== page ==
Merchán recalls, “I was in Colombia producing a record and a friend of mine who is also a friend of Saul’s called me up and told me he thought I should meet Saul. He said he was in a very famous group, at that time known as Caifanes, and that he was a person who seemed to be watched over by a guardian angel.
Immediately, I was intrigued. I was curious to find out what this guy was all about. So one evening we went out for dinner and we just hit it off. We parted ways for the time being, but about a year later, Saul called me one night. He’d known a little about my work and asked me to come and try out for Jaguares.”
“My first show with the band was in Monterrey, Mexico. It was purely incredible. The way the audience acts at a Jaguares show is very impressive. The experience is more a celebration of Saul’s songs than just a concert. It transcends music.”
Merchán has held on steadily to his position which has seen other accomplished players, most notably Stuart Hamm, come and go. Hernández once described his idea for Jaguares as a ‘workshop’ of sorts with players having the freedom to come and go as they please. Early on, the concept of a workshop type of atmosphere seemed appealing to us,” says André.
Ironically, the man whose career is essentially a continuum of mini-careers, has, in this case, brought stability to the band. “We’d been seeking this type of equilibrium and stability within the band for some time,” André explains, “the experiences we’ve had working with the various musicians that have walked through Jaguares’ doors have served to help us grow and discover new ways of making and perceiving music.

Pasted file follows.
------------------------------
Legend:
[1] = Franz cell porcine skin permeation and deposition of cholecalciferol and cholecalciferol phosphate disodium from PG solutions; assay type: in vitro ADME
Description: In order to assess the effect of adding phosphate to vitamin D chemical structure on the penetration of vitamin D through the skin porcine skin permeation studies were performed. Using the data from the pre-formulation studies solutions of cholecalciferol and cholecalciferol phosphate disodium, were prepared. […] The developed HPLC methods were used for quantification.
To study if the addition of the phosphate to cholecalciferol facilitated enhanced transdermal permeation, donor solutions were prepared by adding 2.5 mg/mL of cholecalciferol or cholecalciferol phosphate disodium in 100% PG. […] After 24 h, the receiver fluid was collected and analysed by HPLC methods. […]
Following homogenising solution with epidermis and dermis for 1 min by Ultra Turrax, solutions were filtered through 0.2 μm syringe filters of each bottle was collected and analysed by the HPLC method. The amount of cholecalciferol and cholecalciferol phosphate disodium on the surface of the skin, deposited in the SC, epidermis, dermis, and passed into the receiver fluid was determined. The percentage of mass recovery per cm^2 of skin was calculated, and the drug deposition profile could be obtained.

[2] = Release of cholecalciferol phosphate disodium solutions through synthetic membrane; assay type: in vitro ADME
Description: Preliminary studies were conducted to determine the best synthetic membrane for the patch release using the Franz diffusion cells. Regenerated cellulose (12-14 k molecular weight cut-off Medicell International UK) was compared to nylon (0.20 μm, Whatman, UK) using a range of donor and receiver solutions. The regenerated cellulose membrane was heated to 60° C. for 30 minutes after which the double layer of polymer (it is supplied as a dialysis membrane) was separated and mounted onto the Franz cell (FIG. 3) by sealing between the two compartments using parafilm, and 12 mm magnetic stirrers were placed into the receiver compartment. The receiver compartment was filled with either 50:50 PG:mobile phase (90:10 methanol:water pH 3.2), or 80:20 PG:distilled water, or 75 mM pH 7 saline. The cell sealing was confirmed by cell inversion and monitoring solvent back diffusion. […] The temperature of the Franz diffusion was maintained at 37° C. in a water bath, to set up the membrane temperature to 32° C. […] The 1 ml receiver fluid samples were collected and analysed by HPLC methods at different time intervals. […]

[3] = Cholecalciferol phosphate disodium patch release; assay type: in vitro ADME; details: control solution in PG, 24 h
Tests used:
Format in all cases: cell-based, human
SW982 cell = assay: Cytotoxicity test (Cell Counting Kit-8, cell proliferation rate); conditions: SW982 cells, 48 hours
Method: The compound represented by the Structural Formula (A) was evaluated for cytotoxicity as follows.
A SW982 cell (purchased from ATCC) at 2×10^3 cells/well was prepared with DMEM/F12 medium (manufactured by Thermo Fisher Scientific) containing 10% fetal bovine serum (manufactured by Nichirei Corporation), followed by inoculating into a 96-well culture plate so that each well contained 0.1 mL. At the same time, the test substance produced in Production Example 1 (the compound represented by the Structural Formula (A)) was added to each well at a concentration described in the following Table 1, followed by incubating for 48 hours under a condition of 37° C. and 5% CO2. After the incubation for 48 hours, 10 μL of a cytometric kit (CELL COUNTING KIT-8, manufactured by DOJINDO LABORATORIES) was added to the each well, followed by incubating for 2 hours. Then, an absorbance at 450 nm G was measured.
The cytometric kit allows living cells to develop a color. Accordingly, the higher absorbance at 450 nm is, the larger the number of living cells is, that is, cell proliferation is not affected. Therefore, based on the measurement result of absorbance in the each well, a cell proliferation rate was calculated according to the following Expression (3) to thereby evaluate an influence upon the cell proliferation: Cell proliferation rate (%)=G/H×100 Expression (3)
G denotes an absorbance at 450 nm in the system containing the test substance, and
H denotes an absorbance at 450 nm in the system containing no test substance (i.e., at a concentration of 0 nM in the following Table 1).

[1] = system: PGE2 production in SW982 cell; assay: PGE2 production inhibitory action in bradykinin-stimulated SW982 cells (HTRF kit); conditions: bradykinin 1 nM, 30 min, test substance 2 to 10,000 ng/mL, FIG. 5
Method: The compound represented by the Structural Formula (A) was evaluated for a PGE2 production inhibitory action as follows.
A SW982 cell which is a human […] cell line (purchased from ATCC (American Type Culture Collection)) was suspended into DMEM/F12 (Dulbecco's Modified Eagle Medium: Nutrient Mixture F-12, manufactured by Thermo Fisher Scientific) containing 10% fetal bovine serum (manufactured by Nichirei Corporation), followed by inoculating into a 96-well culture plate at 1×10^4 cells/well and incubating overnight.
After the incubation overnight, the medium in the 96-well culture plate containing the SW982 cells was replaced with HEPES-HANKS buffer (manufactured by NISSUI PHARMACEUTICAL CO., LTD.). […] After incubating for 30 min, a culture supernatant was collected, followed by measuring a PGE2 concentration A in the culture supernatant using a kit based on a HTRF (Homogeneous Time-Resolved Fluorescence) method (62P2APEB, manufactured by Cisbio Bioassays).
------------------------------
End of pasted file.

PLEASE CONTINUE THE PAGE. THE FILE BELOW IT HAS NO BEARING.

“However, working with the same people for an extended period of time allows for deeper musical relationships and promotes playing less as individuals, but more so as a part of a larger body. The language within each of us blends together and our creativity becomes strongly connected and very effective. I believe holding on to this particular line-up for a few years has provided us great understanding and we’re really playing together.
“Chucho’s extended stay in the band and playing its music has allowed him to continue his assimilation and find new approaches to playing and interacting with us musically. We’ve worked with many different bassists with diverse styles. His experience working with all those great artists and excellent drummers is irreplaceable. Playing with him has been an incredible learning experience for me,” explains André.
André adds, “Chucho is an outstanding human being. He has brought an incredibly powerful and positive vibe into this band. He’s always happy and energetic, ready to work and to put his all toward lifting Jaguares’ music to new heights. In addition to being a great musician, he’s a very dear friend, and a good, good person. We feel very comfortable and connected. On a personal level, there is complete harmony, which, in turn, has a very positive effect on the music.”